The Democratic Alliance (DA) will vehemently oppose any attempt by the ANC government to amend section 25 of the Constitution - the provision that protects private property against expropriation - after the Director General of the Department of Rural Development and Land Reform proposed placing all productive land in South Africa under state control.
Director General Thozi Gwanya stated in his Department's 2010-2013 Strategic Plan that this was one of two options that the Department is considering. He confirmed in the document that this may have implications for section 25 of the Constitution:
"[Under option one,] all productive land will become a national asset and a quitrent land tenure system either with perpetual or limited rights is envisaged. This may require an amendment to section 25 of the Constitution."
A copy of the strategic plan can be downloaded from the DA Media Centre.
In other words, one of two options being considered by the Department is effectively the nationalisation of South Africa's farm lands. This is a quite astonishing development. The President has just come back from overseas where he categorically moved to assure investors that nationalisation is not on the ANC's agenda. He said South Africa is open to business. The tabling of this report is an absolute rebuttal of everything that Zuma said. Such a move would wreak havoc for South Africa's investment prospects, for our agricultural sector, and for prospects of improving land reform.
Though it is certainly the case that land reform under the ANC has failed, we know full well what needs to be done to ensure that all South Africans have access to agricultural land: give the land reform process the budget that it desperately needs. Over the past decade, funding allocated by the ANC government has not even averaged R5-billion per year - far short of the now R70-bllion that is estimated to be needed over the next five years to make real inroads into the problem. This is why the DA proposed, in our alternative budget, to expand the budget for Land Reform and Restritution grants by more than 50%.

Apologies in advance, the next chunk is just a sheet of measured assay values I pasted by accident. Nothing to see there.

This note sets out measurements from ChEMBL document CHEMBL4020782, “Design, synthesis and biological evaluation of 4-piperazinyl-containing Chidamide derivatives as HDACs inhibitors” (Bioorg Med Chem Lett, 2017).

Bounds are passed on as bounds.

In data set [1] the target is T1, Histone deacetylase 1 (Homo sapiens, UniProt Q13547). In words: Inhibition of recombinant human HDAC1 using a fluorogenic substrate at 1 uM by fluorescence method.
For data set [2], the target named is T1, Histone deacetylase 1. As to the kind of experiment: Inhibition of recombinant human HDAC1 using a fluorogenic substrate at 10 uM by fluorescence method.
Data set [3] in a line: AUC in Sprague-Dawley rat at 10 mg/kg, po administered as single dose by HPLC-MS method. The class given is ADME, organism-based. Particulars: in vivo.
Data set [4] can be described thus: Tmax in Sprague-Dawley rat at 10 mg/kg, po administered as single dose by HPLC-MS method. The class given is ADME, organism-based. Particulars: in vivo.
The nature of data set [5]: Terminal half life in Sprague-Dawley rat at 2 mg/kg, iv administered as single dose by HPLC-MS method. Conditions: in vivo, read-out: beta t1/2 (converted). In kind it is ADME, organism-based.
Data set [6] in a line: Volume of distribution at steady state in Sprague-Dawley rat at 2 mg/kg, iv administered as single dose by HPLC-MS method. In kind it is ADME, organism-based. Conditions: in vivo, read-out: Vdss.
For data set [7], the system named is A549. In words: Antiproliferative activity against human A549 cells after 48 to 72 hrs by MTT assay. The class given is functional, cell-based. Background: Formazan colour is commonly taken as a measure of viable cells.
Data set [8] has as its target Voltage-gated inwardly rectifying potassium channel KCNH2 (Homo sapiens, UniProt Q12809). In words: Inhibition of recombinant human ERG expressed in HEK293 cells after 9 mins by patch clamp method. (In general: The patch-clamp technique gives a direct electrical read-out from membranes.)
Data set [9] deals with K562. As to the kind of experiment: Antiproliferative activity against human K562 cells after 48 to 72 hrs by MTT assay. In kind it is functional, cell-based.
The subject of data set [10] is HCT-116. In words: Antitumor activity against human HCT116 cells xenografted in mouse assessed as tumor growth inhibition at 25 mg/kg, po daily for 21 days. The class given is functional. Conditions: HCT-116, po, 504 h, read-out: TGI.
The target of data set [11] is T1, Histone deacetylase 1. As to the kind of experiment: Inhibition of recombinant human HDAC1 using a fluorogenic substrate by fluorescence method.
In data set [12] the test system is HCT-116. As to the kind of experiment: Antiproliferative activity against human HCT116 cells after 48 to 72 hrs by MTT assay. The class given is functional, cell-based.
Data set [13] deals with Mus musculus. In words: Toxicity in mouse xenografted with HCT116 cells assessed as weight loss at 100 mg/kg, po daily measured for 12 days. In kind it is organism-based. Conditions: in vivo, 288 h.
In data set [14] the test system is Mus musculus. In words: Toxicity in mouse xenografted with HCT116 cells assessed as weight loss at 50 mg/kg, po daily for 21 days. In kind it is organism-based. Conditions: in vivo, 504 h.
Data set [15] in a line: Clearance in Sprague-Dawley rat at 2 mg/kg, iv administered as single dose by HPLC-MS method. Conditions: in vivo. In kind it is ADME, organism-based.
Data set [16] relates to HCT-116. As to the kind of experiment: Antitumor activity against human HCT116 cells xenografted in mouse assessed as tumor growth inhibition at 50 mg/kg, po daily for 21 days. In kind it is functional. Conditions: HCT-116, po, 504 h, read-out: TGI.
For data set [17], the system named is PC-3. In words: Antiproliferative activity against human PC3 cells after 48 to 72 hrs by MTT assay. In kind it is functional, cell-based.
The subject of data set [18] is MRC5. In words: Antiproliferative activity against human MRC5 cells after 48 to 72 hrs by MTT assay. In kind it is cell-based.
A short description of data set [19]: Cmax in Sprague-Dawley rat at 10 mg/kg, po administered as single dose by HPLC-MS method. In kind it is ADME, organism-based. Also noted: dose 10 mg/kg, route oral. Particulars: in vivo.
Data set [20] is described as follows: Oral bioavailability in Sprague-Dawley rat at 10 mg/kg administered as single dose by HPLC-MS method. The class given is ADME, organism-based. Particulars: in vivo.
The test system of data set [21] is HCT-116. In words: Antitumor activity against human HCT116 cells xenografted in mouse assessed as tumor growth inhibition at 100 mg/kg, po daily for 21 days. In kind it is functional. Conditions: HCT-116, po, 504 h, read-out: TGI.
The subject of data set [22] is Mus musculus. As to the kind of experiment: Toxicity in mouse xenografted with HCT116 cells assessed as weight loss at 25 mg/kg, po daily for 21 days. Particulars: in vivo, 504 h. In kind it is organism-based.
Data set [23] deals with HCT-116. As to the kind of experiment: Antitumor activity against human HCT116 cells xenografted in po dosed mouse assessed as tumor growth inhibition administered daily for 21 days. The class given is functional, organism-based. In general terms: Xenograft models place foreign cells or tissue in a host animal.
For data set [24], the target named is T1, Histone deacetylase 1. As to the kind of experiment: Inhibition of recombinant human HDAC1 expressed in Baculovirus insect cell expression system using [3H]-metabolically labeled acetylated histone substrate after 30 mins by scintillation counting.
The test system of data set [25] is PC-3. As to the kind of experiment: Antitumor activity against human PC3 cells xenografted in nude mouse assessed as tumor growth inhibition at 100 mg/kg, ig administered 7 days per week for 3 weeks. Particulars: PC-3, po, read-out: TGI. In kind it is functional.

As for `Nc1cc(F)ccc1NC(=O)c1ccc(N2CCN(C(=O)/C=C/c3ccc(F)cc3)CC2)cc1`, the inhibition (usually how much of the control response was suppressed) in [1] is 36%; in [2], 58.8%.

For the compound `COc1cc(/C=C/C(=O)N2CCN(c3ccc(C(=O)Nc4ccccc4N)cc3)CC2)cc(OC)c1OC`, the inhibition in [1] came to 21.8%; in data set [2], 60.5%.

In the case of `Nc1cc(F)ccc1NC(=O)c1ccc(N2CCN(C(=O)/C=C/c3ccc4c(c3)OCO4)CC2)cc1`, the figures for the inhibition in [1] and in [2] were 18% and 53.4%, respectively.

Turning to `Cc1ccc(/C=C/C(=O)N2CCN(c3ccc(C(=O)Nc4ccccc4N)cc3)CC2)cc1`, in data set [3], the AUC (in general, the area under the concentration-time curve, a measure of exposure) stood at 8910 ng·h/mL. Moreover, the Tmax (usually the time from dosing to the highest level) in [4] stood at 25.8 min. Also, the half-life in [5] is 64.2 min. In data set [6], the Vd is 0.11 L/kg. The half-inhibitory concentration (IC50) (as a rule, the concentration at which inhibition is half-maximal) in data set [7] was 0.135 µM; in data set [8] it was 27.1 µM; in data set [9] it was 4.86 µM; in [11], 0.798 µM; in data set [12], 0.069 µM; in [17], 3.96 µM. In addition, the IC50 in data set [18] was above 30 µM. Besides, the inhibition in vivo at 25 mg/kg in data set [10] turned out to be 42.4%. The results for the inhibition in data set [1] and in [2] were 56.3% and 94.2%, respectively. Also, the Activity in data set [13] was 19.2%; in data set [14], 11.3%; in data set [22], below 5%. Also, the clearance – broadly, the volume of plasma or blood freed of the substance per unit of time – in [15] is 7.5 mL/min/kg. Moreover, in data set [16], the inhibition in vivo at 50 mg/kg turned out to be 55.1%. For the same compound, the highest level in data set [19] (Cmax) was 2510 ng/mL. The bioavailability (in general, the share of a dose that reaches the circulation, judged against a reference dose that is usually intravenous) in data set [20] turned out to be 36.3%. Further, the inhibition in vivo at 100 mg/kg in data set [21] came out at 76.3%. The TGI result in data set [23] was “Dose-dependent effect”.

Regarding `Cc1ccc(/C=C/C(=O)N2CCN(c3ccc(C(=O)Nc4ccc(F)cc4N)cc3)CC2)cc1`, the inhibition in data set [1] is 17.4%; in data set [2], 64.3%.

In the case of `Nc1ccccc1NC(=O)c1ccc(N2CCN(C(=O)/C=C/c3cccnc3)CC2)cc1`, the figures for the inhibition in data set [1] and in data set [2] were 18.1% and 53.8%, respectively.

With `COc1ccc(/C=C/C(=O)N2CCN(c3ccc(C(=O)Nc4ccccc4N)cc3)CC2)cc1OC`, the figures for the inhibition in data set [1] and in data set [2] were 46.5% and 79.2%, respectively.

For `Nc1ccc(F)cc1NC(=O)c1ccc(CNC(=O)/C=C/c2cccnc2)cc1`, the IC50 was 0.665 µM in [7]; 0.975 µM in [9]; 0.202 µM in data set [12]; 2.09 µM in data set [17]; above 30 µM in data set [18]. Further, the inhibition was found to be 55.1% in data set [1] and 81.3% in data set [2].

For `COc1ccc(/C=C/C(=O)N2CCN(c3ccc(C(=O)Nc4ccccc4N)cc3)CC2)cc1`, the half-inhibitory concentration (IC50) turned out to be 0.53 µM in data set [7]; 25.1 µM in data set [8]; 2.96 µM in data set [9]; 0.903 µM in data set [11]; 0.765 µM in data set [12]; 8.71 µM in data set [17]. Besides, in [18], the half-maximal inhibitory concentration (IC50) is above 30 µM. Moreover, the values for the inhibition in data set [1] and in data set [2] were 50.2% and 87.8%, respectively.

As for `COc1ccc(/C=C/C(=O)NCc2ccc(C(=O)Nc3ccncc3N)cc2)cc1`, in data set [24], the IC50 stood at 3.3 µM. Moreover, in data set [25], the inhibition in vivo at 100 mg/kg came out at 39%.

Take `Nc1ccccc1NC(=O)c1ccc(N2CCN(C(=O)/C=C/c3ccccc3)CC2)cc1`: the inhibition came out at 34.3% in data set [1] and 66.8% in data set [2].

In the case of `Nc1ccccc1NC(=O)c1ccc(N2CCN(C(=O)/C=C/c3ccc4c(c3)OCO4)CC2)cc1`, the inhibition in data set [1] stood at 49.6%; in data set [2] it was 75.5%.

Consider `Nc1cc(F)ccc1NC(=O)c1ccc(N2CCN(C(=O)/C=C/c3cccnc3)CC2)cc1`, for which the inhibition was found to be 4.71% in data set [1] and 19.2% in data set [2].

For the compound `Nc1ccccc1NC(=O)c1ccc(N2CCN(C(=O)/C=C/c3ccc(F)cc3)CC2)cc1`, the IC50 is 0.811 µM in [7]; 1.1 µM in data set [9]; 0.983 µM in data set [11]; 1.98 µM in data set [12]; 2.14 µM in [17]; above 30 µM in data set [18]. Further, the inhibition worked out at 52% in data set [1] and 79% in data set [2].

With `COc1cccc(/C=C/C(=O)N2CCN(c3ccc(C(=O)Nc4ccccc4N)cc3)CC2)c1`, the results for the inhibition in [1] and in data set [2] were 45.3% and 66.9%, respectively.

But instead of taking land reform seriously, and giving it the budgetary backing it would receive under a DA administration, the ANC now seems to be weighing up a course of action that has a Zimbabwe-styled crisis written all over it.
Predictably, the Department of Rural Development has quickly tried to fudge the issue by claiming that making something into a "national asset" is not the same as "nationalising". Director General Gwanya told the Rural Development and Land Reform Portfolio Committee last week: "We are not talking about nationalisation if we talk about a national asset. Land must be treated like water, as a national asset, to ensure everyone has access... The state must intervene to ensure that every person has access to food. It must be a national asset for everyone. We have not resolved this, it must be debated on the green paper."
As far as we are concerned, Mr. Gwanya can use whatever language he likes to describe the proposal, but the fact is that placing all productive land under state control would be a recipe for disaster, and is precisely the sort of wrongheaded measure that would cripple South Africa's agricultural sector. Mr. Gwanya's repeated use of the word "must" is also particular cause for concern, since it hints that this may be the option that is being favoured.
South Africa needs to move beyond the old debate on whether all areas of the economy should be controlled by the state. Pragmatism and goal orientated polices for economic growth are needed in South Africa, not the policies that brought Zimbabwe to its knees. The DA will block any attempts to amend section 25 of the Constitution, and we will continue to argue for a state land reform policy that provides a comprehensive set of proactive measures, with budgetary backing, to tackle the stagnation of land reform in South Africa.